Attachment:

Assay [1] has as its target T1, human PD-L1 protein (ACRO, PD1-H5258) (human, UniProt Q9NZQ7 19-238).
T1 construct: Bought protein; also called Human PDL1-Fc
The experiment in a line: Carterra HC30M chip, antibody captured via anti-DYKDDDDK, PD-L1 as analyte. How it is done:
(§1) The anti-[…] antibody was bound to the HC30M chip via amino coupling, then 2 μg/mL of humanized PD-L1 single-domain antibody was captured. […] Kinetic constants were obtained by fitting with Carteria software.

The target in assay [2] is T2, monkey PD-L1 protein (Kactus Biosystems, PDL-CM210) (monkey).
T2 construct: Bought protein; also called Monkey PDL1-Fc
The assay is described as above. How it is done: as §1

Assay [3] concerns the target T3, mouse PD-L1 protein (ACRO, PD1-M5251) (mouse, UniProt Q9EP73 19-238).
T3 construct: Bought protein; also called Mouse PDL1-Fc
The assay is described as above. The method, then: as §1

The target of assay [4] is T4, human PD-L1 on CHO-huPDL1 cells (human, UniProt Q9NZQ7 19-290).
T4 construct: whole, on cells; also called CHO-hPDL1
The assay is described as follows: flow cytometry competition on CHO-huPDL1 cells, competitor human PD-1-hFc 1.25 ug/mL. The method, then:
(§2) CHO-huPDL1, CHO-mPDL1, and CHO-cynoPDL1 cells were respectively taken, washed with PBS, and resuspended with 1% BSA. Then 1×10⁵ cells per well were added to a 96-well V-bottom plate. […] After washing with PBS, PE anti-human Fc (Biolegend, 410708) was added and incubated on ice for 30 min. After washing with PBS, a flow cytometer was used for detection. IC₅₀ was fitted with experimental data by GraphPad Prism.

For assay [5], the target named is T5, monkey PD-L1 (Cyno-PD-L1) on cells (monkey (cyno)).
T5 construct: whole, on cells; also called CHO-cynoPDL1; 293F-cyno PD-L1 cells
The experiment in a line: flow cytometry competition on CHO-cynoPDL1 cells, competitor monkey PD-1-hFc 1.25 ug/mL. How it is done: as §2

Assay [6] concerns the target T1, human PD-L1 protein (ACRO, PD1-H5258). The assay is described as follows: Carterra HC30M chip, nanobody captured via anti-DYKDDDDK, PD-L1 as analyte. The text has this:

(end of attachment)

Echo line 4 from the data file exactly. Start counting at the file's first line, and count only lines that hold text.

(§1) The anti-[…] antibody was bound to the HC30M chip via amino coupling, then 2 μg/mL of humanized PD-L1 single-domain antibody was captured. […] Kinetic constants were obtained by fitting with Carteria software.